In the UK the FTSE 100 Index has gained 0.1% to 5376.6 at its opening this morning led by Reckitt Benckiser, the maker of Dettol antiseptics.
Reckitt advanced after agreeing to buy Boots' over-the-counter medicines unit rising 3.3% to 1,764p so far this morning. The company has agreed to buy the Boots unit for £1.93bn to add products including Clearasil acne medicine. Boots shares have also gained 1.3% to 630p.
But there were some losers. Cable & Wireless, Britain's second-largest phone company, has tumbled after forecasting a drop in first-half sales slumping 15% to 120.5p. The company says first-half UK revenue is estimated to decline by 6% to £765m from a year ago because of a drop in retail- service sales.
BHP Billiton, the world's biggest miner, has also fallen 1.8% to 840p. Rio Tinto Group, the No.3 miner, has dropped 1.5% to 2,235p .
Another loser is London Stock Exchange which has fallen 8p, or 1.4%, to 570p. Computershare, the world's biggest share registrar, says it doesn't plan to be part of any bidding group for LSE, Europe's largest equity market, despite newspaper reports to the contrary.
Other stocks that have seen a rise this morning include J Sainsbury which has climbed 2.75p, or 1%, to 282.75. The UK's No.3 supermarket chain says quarterly same-store sales excluding gasoline rose 2.8%, the most in four years.
Another winner is Waterman Group whose shares have climbed 8p, or 6.4%, to 133p. The engineering company that advised on developing Paternoster Square, the new home of the London Stock Exchange, says full-year net income rose to £1.91m from £1.41m and it sees "further progress" this fiscal year.
Japan's Nikkei 225 Stock Average fell 131.77 points, or 1%, to 13,227.74 at its close a short time ago with exporters such as Kyocera leading the decline after a US Federal Reserve official said policy makers must prevent an "inflation virus" from disrupting the world's biggest economy.
Concerns that inflation in the US may prompt the Fed to raise interest rates, damping economic growth in Japan's biggest trading partner, have weighed on stocks this week.
Kyocera, the world's largest maker of ceramic packaging used to protect finished microchips, declined 260 yen, or 3.3%, to 7,740. Other losers included Nissan, the second-largest car manufacturer in Japan, which fell 13 yen, or 1%, to 1,275. Fanuc, Japan's largest industrial robotics maker, declined 250 yen, or 2.7%, to 9,000, while Tokyo Electron, whose customers include Intel, dropped 170 yen, or 2.8%, to 5,830.
There were some winners as Sumitomo Trust & Banking led gains by lenders after first-half profit beat its forecast .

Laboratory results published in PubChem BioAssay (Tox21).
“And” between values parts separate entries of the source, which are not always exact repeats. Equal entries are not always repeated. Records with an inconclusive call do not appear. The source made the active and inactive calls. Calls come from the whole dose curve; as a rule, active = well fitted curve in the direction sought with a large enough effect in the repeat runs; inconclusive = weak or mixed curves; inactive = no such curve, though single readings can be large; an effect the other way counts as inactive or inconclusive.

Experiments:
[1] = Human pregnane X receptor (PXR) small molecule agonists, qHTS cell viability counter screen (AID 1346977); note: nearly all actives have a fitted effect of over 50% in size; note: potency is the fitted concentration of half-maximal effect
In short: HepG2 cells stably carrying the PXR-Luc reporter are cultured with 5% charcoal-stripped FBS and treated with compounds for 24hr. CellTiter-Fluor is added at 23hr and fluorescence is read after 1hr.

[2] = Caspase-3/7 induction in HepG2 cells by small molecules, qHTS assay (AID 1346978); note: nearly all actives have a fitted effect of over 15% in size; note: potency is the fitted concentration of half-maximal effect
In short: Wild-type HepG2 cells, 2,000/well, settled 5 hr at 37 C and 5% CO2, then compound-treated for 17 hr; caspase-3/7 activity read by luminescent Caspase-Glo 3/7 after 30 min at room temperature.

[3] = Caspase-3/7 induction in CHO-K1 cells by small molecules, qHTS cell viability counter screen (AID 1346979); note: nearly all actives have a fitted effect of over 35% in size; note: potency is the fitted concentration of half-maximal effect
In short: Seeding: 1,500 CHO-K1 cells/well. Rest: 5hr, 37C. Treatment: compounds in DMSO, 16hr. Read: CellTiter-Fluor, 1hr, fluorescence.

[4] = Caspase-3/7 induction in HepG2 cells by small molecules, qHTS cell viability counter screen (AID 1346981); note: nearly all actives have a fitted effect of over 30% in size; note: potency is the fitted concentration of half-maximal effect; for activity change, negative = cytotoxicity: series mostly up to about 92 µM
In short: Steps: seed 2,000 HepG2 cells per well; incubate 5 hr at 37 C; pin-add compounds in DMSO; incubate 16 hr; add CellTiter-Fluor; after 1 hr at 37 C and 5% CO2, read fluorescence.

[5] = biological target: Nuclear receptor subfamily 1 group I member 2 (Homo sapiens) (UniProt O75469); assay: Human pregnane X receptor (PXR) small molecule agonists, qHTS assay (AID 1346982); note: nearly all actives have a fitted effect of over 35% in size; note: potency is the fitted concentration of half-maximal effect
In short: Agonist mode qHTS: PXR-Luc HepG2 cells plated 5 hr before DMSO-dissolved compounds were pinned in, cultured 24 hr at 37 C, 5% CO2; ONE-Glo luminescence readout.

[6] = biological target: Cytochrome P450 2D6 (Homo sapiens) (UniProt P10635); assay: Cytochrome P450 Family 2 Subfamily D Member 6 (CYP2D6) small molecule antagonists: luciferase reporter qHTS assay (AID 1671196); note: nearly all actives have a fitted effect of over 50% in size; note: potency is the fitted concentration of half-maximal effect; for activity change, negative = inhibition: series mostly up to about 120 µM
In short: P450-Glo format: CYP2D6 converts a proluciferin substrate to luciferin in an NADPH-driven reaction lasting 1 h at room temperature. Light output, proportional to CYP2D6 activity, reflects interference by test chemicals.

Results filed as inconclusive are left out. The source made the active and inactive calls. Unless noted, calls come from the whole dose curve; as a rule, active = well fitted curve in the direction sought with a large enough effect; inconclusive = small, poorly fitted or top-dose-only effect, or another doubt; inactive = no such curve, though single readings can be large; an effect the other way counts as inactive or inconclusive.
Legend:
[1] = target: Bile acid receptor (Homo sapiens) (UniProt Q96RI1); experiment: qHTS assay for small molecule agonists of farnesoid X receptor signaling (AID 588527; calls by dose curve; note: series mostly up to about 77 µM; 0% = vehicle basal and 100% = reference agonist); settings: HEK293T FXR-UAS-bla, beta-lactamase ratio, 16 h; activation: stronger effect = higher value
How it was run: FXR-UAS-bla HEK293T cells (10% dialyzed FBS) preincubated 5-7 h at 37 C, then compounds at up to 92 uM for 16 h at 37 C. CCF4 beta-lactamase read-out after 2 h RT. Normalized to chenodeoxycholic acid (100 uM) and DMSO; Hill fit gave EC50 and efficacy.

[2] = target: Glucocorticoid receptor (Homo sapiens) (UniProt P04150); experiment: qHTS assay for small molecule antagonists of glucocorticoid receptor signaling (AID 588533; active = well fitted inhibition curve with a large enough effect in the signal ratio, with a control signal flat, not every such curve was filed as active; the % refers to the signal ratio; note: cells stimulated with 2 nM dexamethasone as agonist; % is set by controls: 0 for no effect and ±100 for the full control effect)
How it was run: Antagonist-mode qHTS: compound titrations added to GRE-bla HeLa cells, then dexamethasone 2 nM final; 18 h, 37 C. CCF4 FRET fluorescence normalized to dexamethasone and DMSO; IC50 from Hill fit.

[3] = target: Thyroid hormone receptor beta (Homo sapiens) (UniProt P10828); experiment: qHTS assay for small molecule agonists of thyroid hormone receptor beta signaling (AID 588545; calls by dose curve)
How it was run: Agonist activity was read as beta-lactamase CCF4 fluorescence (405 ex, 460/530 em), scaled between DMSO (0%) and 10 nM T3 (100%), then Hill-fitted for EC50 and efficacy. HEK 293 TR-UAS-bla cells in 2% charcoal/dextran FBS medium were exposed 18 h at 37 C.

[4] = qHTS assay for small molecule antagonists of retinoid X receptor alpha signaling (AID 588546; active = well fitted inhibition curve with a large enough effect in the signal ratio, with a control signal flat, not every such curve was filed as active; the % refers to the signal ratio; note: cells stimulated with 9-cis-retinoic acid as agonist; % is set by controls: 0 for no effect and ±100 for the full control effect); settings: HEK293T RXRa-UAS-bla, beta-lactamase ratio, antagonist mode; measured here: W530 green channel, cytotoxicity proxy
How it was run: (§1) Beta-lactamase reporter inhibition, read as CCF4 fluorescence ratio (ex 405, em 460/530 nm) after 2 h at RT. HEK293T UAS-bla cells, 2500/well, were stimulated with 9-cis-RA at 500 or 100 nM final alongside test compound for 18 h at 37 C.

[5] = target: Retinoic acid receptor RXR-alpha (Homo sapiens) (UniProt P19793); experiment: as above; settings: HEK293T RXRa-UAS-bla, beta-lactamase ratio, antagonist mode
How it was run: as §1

Sumitomo Trust, Japan's fifth-largest bank by assets, jumped 38 yen, or 4.5%, to 884. The Osaka-based lender said its net income has risen to 50 billion yen for the six months ending September from 48.8 billion yen the previous year.
Mizuho Trust & Banking, a unit of Mizuho Financial Group, Japan's second-biggest lender, added 7 yen, or 3%, to 244 after it announced earlier in the week net income would probably have more than doubled from the previous year to 24 billion yen. Mizuho Trust Sumitomo Mitsui Financial Group, the third-largest lender, gained 32,000 yen, or 3.4%, to 988,000 .
Among the best performers, Tokyo Broadcasting System, Japan's third-biggest broadcaster, surged 240 yen, or 8%, to 3,240 after it was reported that shareholder activist Yoshiaki Murakami's MAC Asset Management increased its stake in the company.
In the US, the Dow Jones Industrial Average fell 30.26 points to 10,287.10, as stocks fell for a third straight session despite a solid outlook at General Electric and modest but better-than-expected retail-sales reports .
General Electric said it was on track for another strong quarter as it gained $0.91 to $33.59. The company is seen as a barometer of the overall economy due to its media, industrial and healthcare businesses, and it pleased investors with its steady profit outlook. The company also added $1bn to its stock-buyback program.
Encouraging sales at Wal-Mart and other retailers also helped the market post early gains. Wal-Mart rose $0.43 to $43.93 after the retailer said its sales for stores open at least a year rose 3.8%, in line with analysts' expectations.
There were also gains for Microsoft, which added $0.06 to close at $24.73 a share, and Boeing rose $0.88 to $67.93.
But the market retreated after Dallas Fed President Richard Fisher reiterated his belief that inflation was rising near the high end of the Fed's comfort zone. Some investors also awaited the government's key employment report which is expected to detail job losses from the Gulf Coast hurricanes.
A sell-off in the high-flying energy sector was caused by crude oil dropping down to $61.36 a barrel, and small-cap and technology stocks also suffered as investors moved into larger, more established companies.IFAonline
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